“I went from living my high-speed life on the autobahn, to putting along on a country lane. I began a mantra that helped me through at first, but it really began wearing on me: ‘You are doing it for the children. Be selfless, be selfless, be selfless.’
“My patience really took a hit when I began to sit at the kitchen table helping my kids with their homework. I would rather watch paint dry, than have to sit there with them during homework time. How come I can run a million-dollar golf tournament, but I don’t have the patience to help my children read? I was supposed to help them, but I was sitting there tapping my foot, doing my laundry list, and slowly going nuts.”
What happened to Hillary? She accepted the myth that, when we become parents we lose our own identity and focus completely on the kids. Especially because she had left a full-time career, she felt that pressure even more. Add to that the fact she felt woefully unprepared for the challenge, made it much more difficult for her to feel anything but pressure, pressure, pressure.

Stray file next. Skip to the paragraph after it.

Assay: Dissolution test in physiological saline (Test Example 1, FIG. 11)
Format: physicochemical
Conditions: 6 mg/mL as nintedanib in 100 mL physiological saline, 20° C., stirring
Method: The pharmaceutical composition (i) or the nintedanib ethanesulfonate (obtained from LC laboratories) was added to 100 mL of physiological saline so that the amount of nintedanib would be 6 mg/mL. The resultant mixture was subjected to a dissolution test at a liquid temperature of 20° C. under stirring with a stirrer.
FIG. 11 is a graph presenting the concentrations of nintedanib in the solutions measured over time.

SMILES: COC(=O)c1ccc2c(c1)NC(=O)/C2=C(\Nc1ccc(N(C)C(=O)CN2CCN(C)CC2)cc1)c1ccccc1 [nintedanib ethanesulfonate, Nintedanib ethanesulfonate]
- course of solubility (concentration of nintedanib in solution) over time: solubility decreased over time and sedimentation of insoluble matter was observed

How to Conquer Parental Peer Pressure
What do we tell our kids about peer pressure? “If your friend jumped off the house, would you do it too?” (And by the way, after looking at the number of YouTube videos of kids jumping off houses, I’m afraid the answer to this question, from many kids, would be…“Yes!”)
If we challenge our kids to not give in to peer pressure, it’s important that we don’t, either. It requires us to stay concentrated on “why” we are doing something and checking to make sure it is not related to showing others that we are a good parent.
Another excellent suggestion was a saying I heard recently: “I refuse to compare my insides to other parents’ outsides.”
I love this quote; it focuses on the fact that we are comparing ourselves to the part of other parents that we see. Most people only show the parts of themselves they feel good about, not the parts that are insecure, anxious, cranky, and mean. We all have those sides of us, even those who seem to be perfect parents.